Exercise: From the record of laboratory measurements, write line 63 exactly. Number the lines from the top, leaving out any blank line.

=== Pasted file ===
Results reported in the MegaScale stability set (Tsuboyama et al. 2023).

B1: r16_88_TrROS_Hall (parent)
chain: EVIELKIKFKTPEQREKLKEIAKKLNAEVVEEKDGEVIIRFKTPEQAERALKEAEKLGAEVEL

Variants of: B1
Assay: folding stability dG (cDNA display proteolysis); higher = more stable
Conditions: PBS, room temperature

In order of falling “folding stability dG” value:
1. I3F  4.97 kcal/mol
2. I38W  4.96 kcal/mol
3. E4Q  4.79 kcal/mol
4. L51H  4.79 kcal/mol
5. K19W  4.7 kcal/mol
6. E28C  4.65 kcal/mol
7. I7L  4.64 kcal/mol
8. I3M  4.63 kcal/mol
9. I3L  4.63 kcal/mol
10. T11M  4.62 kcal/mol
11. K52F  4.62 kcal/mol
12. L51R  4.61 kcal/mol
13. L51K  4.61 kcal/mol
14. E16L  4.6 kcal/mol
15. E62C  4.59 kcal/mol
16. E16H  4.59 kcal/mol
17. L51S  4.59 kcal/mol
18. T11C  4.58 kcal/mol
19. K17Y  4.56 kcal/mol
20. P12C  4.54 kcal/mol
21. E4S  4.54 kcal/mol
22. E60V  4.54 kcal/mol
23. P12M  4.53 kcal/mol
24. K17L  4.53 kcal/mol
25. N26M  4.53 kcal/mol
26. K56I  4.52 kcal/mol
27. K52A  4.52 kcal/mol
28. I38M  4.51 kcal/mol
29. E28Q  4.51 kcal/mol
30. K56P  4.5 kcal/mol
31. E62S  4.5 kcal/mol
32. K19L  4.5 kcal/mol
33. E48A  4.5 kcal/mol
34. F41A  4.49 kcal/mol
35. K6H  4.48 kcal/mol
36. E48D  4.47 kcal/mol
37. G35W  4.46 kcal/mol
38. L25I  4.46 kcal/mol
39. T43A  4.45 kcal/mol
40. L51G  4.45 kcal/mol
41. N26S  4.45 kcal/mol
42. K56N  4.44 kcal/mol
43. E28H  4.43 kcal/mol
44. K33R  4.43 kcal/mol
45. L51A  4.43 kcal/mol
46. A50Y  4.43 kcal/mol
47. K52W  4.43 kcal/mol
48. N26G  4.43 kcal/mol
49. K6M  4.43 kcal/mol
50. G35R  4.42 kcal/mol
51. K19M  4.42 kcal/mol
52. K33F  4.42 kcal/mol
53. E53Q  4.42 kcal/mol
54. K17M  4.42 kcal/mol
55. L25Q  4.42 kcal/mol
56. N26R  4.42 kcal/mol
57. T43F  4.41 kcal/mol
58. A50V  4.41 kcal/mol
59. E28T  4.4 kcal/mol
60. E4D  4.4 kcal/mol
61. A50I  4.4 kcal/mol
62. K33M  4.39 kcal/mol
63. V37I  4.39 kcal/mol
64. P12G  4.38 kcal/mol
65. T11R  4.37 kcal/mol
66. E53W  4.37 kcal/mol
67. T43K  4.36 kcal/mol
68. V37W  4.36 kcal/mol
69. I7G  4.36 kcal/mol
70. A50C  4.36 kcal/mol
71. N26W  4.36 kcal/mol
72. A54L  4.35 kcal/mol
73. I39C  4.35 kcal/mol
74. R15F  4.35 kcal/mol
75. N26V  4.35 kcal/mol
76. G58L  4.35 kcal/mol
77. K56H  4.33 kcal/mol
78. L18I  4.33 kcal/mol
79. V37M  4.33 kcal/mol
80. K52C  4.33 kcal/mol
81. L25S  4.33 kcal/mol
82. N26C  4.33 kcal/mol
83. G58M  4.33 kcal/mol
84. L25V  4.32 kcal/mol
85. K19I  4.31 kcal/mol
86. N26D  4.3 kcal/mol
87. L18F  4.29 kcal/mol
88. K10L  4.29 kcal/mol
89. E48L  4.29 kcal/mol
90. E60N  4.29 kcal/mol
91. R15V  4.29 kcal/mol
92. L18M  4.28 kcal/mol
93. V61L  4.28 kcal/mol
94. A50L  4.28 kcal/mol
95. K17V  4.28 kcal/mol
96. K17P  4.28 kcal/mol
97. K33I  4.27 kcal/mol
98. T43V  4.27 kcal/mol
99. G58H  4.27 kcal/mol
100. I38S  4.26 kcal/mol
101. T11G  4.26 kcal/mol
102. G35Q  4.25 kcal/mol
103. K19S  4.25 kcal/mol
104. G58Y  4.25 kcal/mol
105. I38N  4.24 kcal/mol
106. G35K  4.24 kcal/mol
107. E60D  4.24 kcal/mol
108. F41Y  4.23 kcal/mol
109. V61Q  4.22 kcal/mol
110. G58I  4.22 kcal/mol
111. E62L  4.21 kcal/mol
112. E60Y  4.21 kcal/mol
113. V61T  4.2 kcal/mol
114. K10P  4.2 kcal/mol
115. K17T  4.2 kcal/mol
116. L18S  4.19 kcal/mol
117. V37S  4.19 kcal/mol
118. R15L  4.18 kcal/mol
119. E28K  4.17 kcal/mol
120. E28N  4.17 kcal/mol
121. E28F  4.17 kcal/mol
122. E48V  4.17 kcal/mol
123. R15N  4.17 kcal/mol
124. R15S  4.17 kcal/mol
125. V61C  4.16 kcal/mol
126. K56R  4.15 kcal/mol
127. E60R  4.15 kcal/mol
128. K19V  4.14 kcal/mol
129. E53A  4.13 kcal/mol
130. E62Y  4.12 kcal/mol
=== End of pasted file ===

56. N26R  4.42 kcal/mol